The ThrottleStop Guide

Discussion in 'Hardware Components and Aftermarket Upgrades' started by unclewebb, Nov 7, 2010.

  1. Papusan

    Papusan JOKEBOOKS = That sucks! Dont wast your $$ on FILTH

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    Several ways to implement throttling (Crippling). How Dell cripple performance explained by..... And This is only the tip of the iceberg. More will come.
     
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  2. Mindfull

    Mindfull Newbie

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    [​IMG] Hello Again - I attach a picture of my screen - can you tell me what the 0.9500 v readout means?

    I have tried increasing the voltage and that stopped the BSODs but now I want to try undervolting.

    Does this screen say Throttlestop has already done this for me?
     
  3. teq9er

    teq9er Notebook Geek

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    LOL! How you know I got a Dell? :)

    But yeah, so is that what the Limits button is for? I wasn't sure what it meant before but it makes sense if that's what it did...to show me why my XPS actually throttled because it may not be the processor even though PROCHOT was checked.
     
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  4. Vasudev

    Vasudev Notebook Prophet

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    Well he is Darth Plagueis and he knows his way.
    Aside from undervolting, uncheck Speedstep and check-off Speedshift in Main window and in TPL.
     
  5. Vasudev

    Vasudev Notebook Prophet

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    Well he is Darth Plagueis and he knows his way. You need a repaste or send the unit back if its in return window period. Use traditional paste first and you should see 10C temps in max temps.
     
  6. GTMoraes

    GTMoraes Notebook Consultant

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    My i7 4700HQ laptop died and I bought what I thought to be a good-enough laptop CPU: All-not-new 8th gen 14nm+++++++ i7 8550U

    It's a U. Unclewebb said they're cancer. But it's 4 cores, 8 threads. Should be cool, huh? Might be good enough to replace my old 4700HQ pal (may it rest in peace on silicon heaven)
    And it completely handles 3.7GHz just fine at 25W ~75°C! Great piece of tech, definitely a step-up from my 4700HQ

    ...but then it cripples to 2.6GHz 15W ~50°C because butts
    mmmmmmmmaybe because the VRM can't handle extended periods of 15W+ but most likely they wanted to keep the temperatures low

    I definitely should've gone with what unclewebb said about U processors.
    Oh well.

    Can anythign be done in that regard? Do I have to unlock the BIOS again to access more power options?
     
  7. Che0063

    Che0063 Notebook Consultant

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    What are your Limit Reasons? If it is anything but PL2 or PL1 then I can't help you.

    My laptop has the 8250U + MX150, so quite similar with yours.

    When I play Cities Skylines my CPU is running at 100% TDP limited to 25W (edited by me) and my MX150 overclocked +1000MHz on VRAM and ~+200MHz on the Core so the CPU and GPU combined is outputting about 50W of heat. My temperatures are about 70-75C, which is fine but I don't want to get my liquid metal temperatures high.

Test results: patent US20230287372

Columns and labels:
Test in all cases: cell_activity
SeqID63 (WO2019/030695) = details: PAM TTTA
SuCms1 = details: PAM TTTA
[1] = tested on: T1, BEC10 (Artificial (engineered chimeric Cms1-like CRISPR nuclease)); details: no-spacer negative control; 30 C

It depends on your VRMs - I know for certain that Dell XPS's VRMs can't handle more than 15W of power but my XiaoMi can handle the CPU running at 3.1GHz full turbo drawing 40W indefinitely, and the only limit is the temperature, which I stopped after about 1 minute when the CPU got up to 80C.

    If your Limit Reasons is only the Power Limit, then you might be able to raise that power limit but only if your manufacturer hasn't locked down other things such as thermal/current limits.

    Keep in mind that I once saw my 8250U draw 56W @ 3.1GHz but 15W @ 1.6GHz. Twice the performance but more than 3x the heat. with no undervolt running Prime95... You get significantly lower benefits on higher clock speeds with the 8th gen U CPUs. Intel was desperate to compete with Ryzen mobile and so they decided to ramp voltages up.




    These CPUs aren't cancer, it depends on the manufacturer. A 8550U limited to 15W is about equal in performance to a 4700HQ at 45W, so that is quite an improvement.
     
  8. GTMoraes

    GTMoraes Notebook Consultant

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    It's a Lenovo Ideapad 320-15IKB (Type 81G3). Not sure about the VRM on that thing. How'd I know?
    The Limit Reasons is PL1 and EDP OTHER. PowerCut on FIVR is locked and PL3 is locked and disabled on TPL

    I've noticed that by undervolting, it achieves higher clocks using the same power (sounds logic). I can undervolt that thing safely only up to to -110mV. At -115mV it would randomly reboot at prolonged high CPU usage (e.g. 2hr+ gaming session). It's currently drawing 15W at 2.7GHz, full CPU usage and with the MX150 disabled/idle. 3.7GHz pulls 30W from the Package with 100% CPU usage.
    It gets hot as is during gaming, and I need to set a specific profile for gaming, otherwise it would keep trying to run at 4GHz, which would, with the help of the MX150, be poking into 85°C, then it would back down a little, then trying to run at 4GHz over and over again. I found 3.2GHz to be a sweet spot for gaming, as neither the CPU or GPU goes over 75°C, and nothing I game on mobile uses that much CPU anyway.